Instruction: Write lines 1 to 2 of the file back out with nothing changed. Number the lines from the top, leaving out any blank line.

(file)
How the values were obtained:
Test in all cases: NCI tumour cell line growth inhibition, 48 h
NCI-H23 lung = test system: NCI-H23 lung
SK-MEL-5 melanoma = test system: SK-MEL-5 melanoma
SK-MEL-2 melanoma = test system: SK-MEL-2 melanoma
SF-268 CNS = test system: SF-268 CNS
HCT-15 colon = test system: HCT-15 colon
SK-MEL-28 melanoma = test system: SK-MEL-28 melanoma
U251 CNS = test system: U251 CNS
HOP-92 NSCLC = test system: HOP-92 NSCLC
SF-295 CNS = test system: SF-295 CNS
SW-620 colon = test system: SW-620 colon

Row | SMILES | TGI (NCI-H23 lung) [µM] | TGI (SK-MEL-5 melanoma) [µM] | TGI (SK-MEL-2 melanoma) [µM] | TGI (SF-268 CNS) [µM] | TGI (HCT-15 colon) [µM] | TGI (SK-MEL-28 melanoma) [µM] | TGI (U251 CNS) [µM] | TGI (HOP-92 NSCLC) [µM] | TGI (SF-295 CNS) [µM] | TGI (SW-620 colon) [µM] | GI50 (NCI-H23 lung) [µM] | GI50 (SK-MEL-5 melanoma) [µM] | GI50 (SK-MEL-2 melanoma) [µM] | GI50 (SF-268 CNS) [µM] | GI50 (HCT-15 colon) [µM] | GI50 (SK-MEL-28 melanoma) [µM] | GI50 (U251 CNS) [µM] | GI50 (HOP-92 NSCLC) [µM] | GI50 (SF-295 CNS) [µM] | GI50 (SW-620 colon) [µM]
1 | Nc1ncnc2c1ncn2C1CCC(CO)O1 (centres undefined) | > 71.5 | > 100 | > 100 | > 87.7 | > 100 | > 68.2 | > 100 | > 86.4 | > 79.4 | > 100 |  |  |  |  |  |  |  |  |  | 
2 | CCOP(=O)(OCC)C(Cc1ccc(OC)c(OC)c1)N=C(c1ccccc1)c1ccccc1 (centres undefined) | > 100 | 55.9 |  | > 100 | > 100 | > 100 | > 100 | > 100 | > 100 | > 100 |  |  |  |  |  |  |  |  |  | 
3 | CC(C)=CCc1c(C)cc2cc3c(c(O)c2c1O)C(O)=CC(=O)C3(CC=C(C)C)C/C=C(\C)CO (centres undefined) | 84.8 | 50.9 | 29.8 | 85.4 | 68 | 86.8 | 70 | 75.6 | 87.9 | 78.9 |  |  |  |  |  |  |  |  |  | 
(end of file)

How the values were obtained:
Test in all cases: NCI tumour cell line growth inhibition, 48 h